Monday, February 18, 2019
News

Cambodia parliament adopts lese-majeste law, prompting rights concerns

   SocialTwist Tell-a-Friend    Print this Page   COMMENT

By Prak Chan ThulPHNOM PENH | Wednesday, Feb 14 2018 IST
Cambodia's parliament on Wednesday unanimously adopted a law that forbids insulting the monarchy as rights groups expressed concern the legislation, in effect in neighbouring Thailand, could be used against critics of the government.

The lese-majeste law stipulates that a prosecutor can file a criminal suit on behalf of the monarchy against anyone deemed to be insulting the royal family.

Those found guilty would face between one and five years in prison and a fine of between $500 and $2,500.

"An insult is expressed in words, gestures, writing, painting or objects that affect personal dignity," Pen Panha, head of the parliamentary Commission on Legislation and Justice, told parliament.

King Norodom Sihamoni is officially Cambodia's head of state, but long-serving Prime Minister Hun Sen has ruled the Southeast Asian country for more than 33 years.

Rights groups said they feared the new law could be used to target critics of the government, a concern raised by rights groups in Thailand where lese-majeste can lead to up to 15 years in prison.

Prosecutions under the Thai law have risen since a 2014 coup and critics of the junta say it has been used as a means to silence dissent.

"There is a genuine danger that this law will be abusively applied to target those who express legitimate criticism of the royal government, as has been the case in other countries, such as Thailand," Chak Sopheap, executive director at the Cambodian Centre for Human Rights, told Reuters.

Last year, Cambodia's ruling Cambodia People's Party had the main opposition Cambodian National Rescue Party dissolved and its leader, Kem Sokha, arrested on treason charges that he says were politically driven.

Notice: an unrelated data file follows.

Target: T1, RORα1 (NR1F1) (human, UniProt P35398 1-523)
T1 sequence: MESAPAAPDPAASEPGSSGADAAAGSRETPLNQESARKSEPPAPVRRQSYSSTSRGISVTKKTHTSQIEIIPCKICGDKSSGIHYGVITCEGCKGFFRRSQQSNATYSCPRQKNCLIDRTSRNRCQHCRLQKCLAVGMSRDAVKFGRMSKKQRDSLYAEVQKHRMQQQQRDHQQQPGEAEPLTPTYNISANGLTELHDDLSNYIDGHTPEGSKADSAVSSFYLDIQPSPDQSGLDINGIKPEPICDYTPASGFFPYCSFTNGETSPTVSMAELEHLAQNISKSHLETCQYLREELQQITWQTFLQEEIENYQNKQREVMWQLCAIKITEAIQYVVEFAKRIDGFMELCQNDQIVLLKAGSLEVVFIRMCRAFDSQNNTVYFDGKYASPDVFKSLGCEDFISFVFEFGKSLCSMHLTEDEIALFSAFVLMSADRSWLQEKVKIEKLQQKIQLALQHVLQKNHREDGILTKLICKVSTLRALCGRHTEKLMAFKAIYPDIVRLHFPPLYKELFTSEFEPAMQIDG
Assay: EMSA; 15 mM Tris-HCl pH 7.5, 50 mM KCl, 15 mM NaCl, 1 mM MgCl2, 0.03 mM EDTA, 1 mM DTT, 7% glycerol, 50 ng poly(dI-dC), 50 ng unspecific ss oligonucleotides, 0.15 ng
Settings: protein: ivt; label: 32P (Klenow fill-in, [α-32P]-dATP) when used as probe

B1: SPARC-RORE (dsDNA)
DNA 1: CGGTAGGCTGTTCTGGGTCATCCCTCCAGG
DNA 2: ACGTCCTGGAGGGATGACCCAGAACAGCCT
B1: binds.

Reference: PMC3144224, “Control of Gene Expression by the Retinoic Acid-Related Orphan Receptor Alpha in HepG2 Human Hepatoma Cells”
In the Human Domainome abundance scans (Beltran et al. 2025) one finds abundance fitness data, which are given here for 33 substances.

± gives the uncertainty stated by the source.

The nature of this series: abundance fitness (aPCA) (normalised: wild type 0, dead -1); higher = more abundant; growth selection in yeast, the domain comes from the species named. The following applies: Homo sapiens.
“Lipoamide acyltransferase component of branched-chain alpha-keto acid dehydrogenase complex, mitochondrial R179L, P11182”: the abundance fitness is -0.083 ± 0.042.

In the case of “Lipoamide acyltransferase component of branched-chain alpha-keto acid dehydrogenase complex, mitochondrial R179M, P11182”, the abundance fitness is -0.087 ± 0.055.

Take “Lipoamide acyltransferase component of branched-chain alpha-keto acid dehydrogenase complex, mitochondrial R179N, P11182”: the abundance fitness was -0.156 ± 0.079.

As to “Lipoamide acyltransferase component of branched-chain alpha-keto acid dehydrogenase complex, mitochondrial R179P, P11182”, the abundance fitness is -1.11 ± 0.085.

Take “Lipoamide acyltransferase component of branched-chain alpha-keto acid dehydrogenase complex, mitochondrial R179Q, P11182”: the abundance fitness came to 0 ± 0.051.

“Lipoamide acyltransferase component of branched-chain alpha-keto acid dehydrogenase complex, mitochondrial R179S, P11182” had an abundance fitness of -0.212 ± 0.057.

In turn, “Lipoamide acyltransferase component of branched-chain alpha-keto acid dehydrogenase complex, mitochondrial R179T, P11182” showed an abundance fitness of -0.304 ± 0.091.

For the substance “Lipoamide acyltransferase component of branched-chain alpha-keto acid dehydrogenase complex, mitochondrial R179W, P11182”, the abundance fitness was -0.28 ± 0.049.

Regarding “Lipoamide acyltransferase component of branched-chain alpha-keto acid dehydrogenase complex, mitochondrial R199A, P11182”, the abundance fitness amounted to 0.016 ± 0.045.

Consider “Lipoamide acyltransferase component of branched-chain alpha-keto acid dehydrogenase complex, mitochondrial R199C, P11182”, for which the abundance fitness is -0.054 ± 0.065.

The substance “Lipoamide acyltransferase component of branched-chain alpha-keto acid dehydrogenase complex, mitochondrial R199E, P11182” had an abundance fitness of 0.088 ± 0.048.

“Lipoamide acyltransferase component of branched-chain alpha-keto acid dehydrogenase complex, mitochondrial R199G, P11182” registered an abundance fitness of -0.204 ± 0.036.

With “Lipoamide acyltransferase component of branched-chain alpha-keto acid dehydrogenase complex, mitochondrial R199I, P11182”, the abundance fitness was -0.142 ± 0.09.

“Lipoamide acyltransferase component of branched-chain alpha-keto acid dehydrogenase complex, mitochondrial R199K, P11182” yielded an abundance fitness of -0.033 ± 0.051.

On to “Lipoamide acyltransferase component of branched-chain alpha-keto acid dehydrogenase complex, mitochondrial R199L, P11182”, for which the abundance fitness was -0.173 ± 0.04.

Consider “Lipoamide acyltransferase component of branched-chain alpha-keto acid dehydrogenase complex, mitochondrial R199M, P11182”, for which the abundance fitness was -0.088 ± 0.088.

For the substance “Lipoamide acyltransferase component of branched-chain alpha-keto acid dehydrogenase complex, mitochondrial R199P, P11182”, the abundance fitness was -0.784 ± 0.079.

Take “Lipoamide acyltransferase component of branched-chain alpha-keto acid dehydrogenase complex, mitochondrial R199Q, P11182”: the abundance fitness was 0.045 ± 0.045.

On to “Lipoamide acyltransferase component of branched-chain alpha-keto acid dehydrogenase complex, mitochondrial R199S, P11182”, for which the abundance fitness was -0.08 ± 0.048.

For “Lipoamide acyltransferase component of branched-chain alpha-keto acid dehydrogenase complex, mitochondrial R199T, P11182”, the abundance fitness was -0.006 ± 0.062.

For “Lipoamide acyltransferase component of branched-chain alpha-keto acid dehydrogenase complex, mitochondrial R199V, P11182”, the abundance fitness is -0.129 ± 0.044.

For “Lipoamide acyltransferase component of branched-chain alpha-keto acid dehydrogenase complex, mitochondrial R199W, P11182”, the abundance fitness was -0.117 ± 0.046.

The crackdown comes ahead of a July general election in which Hun Sen will be largely unchallenged.

The Senate needs to adopt the bill and the king sign off on it before it comes into force, both formalitiesREUTERS CJ 1311

-- (Reuters) -- C-1-1-DL0400-1249649.Xml

 
  LATEST COMMENTS (0)
POST YOUR COMMENT
Comments Not Available
 
POST YOUR COMMENT
 
 
TRENDING TOPICS
 
 
CITY NEWS
MORE CITIES
 
 
 
MORE WORLD NEWS
Saudi Arabia ink agreements worth $20 bn...
India, Morocco to sign MoU on counter-te...
Assad says Syrian constitution not for b...
Iran summons Pak envoy over suicide atta...
9 dead in Boko Haram attack in Nigeria...
Poland PM cancels Israel trip after Neta...
More...
 
INDIA WORLD ASIA
One jawan injured in encounter with Naxa...
Ahead of polls, YSRCP chief Jagan Reddy ...
J-K: Encounter between security forces a...
Odisha CM lays foundation stone for Canc...
Hyderabad gets its first Trompe-loeil a...
2 Youth Cong workers hacked to death in ...
More...    
 
 Top Stories
Poland PM cancels Israel trip after... 
9 dead in Boko Haram attack in Nige... 
Odisha CM lays foundation stone for... 
Mike Posner stays silent to preserv... 
Iran summons Pak envoy over suicide... 
J-K: Encounter between security for... 
Assad says Syrian constitution not ... 
Ahead of polls, YSRCP chief Jagan R...